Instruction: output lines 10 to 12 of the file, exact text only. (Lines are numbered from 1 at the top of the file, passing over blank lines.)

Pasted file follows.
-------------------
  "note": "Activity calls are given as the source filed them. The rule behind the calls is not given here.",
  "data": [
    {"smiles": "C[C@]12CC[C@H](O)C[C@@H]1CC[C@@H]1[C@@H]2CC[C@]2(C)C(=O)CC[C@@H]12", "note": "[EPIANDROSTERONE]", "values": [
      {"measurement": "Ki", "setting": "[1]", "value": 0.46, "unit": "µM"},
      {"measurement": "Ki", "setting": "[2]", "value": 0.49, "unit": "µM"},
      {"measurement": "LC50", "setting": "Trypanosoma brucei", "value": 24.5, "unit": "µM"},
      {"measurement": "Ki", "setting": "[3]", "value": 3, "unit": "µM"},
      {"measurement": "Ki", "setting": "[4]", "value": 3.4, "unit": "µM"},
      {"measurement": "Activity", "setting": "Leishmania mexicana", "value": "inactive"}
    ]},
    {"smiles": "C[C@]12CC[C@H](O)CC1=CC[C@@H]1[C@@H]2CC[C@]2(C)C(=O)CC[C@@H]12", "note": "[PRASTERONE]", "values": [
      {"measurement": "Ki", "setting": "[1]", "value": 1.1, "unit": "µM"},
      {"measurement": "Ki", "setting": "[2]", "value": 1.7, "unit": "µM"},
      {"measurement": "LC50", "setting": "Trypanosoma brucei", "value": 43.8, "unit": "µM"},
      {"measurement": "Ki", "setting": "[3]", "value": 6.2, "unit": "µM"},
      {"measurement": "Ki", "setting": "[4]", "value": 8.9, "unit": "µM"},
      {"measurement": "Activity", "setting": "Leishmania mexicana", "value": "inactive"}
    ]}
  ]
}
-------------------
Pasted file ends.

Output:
    ]},
    {"smiles": "C[C@]12CC[C@H](O)CC1=CC[C@@H]1[C@@H]2CC[C@]2(C)C(=O)CC[C@@H]12", "note": "[PRASTERONE]", "values": [
      {"measurement": "Ki", "setting": "[1]", "value": 1.1, "unit": "µM"},